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Lex Mercatoria & International Trade/Commercial Law Monitor Information

 

Lex Mercatoria
Disclaimer, and History of the Site
This part of the site is now maintained and presented elsewhere on the site, if in doubt start from www.lexmercatoria.org

 
<< ~/. >>

Lex Mercatoria
Disclaimer, and History of the Site
This part of the site is now maintained and presented elsewhere on the site, if in doubt start from www.lexmercatoria.org

List Objective

List Short Description of the site

List Our Disclaimer

List Further Information

TOC linked .html More on the Site and its History
Full Text .html Text presentations and Navigation

Objective

We have defined our objective broadly and generously as being:

"To investigate the potential of W3 as an information resource, with regard to legal research and education. This we plan to do taking a practical example, - focusing on international trade law as a limited and vitally important area of law that is of global interest". [This we shall pursue as far as we are able.]

This statement of "our objective" dates back to the project's conception in 1993. It ought now be moderated, but its spirit remains unaltered. Within this time span The Web has proven its worth, independently of any individual's efforts or investigations - its' creators apart.

"To explore, utilize and demonstrate the potential of the new IT mediums insofar as they pertain to our chosen subject area."

Towards greater: transparency; harmonization and unification; and uniformity of application - in international trade (law).

The area of attention of Lex Mercatoria has expanded somewhat with the developments in use of the Net as they pertain to international commerce, a short description is attempted in the next section.

Short Description

Lex Mercatoria was begun in 1993 at the Law Faculty of the University of Troms? in Northern Norway. It was originally named Ananse and then the International Trade Law Monitor. It was the first legal website devoted to a particular subject area (admittedly a general and broad one) namely, international trade and commercial law. Lex Mercatoria provides the text of some of the more important treaties, conventions, model laws, rules aimed at harmonizing international trade/commerce, and sets of links to sites that are of interest for (the working of) international commerce. Lex Mercatoria has continued in its original spirit to grow its independent and egalitarian set of link collections in response to a continuous exploration of the use and implications of the Net for international commercial law, international commerce and publishing. Recognising the problems for information management resulting from the glut of information available on the web an attempt is made to organise and restrict the links provided to those that are likely to be most useful in the area targeted.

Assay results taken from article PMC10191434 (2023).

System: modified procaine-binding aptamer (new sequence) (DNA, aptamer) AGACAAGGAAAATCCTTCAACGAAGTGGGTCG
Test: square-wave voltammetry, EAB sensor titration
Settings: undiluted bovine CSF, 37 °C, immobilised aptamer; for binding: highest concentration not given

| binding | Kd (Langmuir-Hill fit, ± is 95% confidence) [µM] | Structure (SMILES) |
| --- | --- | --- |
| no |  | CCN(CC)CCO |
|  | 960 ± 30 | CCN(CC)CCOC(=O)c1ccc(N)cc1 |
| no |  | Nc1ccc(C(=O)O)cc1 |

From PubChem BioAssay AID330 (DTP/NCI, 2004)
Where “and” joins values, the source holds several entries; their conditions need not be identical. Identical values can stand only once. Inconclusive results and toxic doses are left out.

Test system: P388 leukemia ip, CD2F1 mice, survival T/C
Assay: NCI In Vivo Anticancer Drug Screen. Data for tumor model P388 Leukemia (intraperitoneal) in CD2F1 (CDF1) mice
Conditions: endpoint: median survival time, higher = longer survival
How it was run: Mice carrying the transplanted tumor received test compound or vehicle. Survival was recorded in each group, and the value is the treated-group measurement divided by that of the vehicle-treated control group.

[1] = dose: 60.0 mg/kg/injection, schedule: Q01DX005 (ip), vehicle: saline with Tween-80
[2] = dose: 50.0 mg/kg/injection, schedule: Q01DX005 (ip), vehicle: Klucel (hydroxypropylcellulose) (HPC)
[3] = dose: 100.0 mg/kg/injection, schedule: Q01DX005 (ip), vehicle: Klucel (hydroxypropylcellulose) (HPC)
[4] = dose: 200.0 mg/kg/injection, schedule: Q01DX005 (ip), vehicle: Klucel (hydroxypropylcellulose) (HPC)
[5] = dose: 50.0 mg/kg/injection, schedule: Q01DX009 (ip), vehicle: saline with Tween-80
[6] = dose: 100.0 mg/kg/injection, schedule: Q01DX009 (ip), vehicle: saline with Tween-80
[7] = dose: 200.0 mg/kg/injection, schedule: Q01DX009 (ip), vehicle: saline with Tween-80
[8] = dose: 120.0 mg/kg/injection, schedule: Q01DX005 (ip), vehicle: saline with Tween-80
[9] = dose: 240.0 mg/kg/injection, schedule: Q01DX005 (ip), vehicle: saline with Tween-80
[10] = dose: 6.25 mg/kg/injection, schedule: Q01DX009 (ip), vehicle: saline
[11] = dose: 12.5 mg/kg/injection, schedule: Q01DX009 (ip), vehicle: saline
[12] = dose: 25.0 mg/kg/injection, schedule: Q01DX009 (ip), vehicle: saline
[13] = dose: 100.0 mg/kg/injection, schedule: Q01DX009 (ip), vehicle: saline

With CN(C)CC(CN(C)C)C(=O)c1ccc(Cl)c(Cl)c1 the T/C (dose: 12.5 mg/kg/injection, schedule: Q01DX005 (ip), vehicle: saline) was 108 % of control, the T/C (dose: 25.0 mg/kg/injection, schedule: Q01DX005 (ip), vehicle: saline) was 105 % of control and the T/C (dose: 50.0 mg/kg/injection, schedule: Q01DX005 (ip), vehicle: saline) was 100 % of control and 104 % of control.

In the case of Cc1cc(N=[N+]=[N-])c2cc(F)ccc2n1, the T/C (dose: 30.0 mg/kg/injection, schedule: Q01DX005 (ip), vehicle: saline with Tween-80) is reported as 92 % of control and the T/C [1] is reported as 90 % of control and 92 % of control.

Lex Mercatoria is particularly interested in uses made of the Net (both in international commercial law and in technology related to electronic commerce) for the provision and development of: open (and harmonizing) standards; and for readily available deep and accurate information.

Apart from the Law Faculties of the University of Troms? and the University of Oslo which kindly hosts the site, Lex Mercatoria collaborates with: the Institute of International Commercial Law of Pace University School of Law, which provides the premier example of the Web being used by an academic institution to research and assist in the promulgation of a harmonizing standard for the international sale of goods through the building of the most comprehensive information available anywhere on the United Nations Convention on Contracts for the International Sale of Goods (CISG); and, the Australasian Legal Information Institute, which has become a legend for revolutionising legal publishing on a continent. We hope to see further positive developments result from our collaboration.

Here are a number of attempts at describing the narrower and broader interest of this site:

One of the very first law related WWW sites, and the first dedicated to a particular area of law, Lex Mercatoria (alias the International Trade Law Monitor ITLM (also referred to as ITL & ITM - & on occasion by others as RA*); originally named Ananse), run by Ralph Amissah, was originally hosted by the Law Faculty of the University of Tromso, Norway. Lex Mercatoria is kindly supported and hosted by the University of Troms? of Norway and by The Institute of International Commercial Law, Pace University of the USA, in a collaborative venture.